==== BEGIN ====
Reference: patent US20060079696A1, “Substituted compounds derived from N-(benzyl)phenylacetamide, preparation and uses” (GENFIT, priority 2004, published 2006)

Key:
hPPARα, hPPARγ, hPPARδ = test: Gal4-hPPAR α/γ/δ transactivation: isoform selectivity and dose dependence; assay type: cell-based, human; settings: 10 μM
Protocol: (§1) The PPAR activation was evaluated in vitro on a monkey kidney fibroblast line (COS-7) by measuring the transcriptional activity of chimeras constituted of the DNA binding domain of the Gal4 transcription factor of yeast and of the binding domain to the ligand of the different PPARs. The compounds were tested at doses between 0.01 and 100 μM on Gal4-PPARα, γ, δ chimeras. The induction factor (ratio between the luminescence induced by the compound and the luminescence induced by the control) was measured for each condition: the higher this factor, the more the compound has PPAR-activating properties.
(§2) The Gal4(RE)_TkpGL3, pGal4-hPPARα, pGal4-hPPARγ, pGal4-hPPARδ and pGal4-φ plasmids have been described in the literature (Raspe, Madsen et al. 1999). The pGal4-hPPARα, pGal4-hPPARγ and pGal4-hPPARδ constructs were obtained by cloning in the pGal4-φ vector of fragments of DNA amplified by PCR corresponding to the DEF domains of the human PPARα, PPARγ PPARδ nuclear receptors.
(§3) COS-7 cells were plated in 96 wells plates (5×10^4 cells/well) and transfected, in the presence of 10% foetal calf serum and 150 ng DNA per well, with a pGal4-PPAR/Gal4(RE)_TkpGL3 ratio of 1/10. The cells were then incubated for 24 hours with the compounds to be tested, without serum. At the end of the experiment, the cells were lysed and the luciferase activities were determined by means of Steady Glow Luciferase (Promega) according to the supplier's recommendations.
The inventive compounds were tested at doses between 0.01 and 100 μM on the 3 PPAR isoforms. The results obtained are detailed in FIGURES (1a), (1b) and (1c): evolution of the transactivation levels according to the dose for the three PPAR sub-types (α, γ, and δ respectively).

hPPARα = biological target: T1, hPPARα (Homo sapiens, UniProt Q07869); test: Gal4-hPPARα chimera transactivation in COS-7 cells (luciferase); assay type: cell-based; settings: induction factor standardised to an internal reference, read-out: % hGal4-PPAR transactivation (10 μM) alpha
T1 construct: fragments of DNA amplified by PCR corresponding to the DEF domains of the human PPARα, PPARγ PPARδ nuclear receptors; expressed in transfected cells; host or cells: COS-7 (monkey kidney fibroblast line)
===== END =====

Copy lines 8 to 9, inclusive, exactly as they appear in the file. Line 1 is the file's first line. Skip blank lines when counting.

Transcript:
hPPARα = biological target: T1, hPPARα (Homo sapiens, UniProt Q07869); test: Gal4-hPPARα chimera transactivation in COS-7 cells (luciferase); assay type: cell-based; settings: induction factor standardised to an internal reference, read-out: % hGal4-PPAR transactivation (10 μM) alpha
T1 construct: fragments of DNA amplified by PCR corresponding to the DEF domains of the human PPARα, PPARγ PPARδ nuclear receptors; expressed in transfected cells; host or cells: COS-7 (monkey kidney fibroblast line)